Baritone Debuts in ‘Magic Flute’
NEW YORK (AP) _ Matthias Goerne, a German baritone who has sung solemn music in recital here, made his Metropolitan Opera debut in a comic part, Papageno in Mozart’s ``The Magic Flute.″
Mozart can blend the comical and the serious in masterly fashion. In ``The Magic Flute,″ which the Met performed for the first time this season on Monday night, Tamino (Paul Groves) undergoes trials to become a member of the Masons and to win a wife, Pamina (Dawn Upshaw).
Papageno (Goerne) is the common man who doesn’t have the courage to face trials. ``I’ll stay single,″ he sings. But he wins Papagena (Yvonne Gonzales) anyway because he has remained good-hearted.
The two create the opera’s comic relief. Goerne was funny, turning his bird-billed cap around backwards, twisting his body into a position of terror and sidling up to Papagena. He he didn’t overdo it, which heightened the humorous effect. The extended music of Papageno’s part allowed Goerne to show the richness and emotional depth of his voice.
Pamina can be a bland character. Upshaw gives her personality. She begins with a flexible, light, silvery tone, conveys serenity in some scenes, pathos in some and agitation when Tamino, as one of his tests, can’t talk to her. Groves’ Tamino is vocally centered and sincere-sounding.
Franz-Josef Selig, a German bass, also made an impressive debut as Sarastro, high priest of the temple. His voice is focused, sounds youthful but dignified and has the range for the part’s lowest notes. Selig, who made his opera debut nine years ago, has sung Sarastro in La Scala, Chicago and Vienna and will sing the role in Salzburg and Paris.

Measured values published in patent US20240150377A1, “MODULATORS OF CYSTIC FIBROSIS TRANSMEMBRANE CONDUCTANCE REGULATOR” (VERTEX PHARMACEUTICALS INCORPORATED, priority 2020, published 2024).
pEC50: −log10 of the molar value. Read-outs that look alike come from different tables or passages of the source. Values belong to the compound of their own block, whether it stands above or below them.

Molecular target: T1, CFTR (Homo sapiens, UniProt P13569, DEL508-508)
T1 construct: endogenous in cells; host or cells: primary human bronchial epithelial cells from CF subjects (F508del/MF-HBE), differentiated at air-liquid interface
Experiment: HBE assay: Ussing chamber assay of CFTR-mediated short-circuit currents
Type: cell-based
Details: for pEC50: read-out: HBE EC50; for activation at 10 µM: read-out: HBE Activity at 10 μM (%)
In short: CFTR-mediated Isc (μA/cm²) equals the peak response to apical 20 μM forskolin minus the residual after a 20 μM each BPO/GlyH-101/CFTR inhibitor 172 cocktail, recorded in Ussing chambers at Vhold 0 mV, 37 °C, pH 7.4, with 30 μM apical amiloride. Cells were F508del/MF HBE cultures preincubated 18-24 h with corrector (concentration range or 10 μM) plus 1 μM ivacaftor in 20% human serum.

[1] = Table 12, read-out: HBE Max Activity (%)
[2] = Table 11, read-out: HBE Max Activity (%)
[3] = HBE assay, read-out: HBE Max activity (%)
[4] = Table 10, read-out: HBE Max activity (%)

American soprano Laura Aikin made her Met debut the same evening, as the Queen of the Night. Instead of the usually explosive, florid approach, Aikin sang the music leading to the coloratura outbursts with quiet lyricism. She also sang the coloratura without fireworks. She hit the highest notes but didn’t hit every note equally squarely.
The Queen of the Night and Monostatos (Dennis Petersen) are the evil characters in the opera. She wants power and attempts murder to get it. He is foiled before he can rape Pamina.
The three boys, Mikhail Kofman, Alexander Ebin and Alexander Waldron, blended very well in harmonies difficult for children.
Charles Mackerras, who understands the opera well, conducted. The production by John Cox, with sets and costumes by David Hockney, was new in 1991.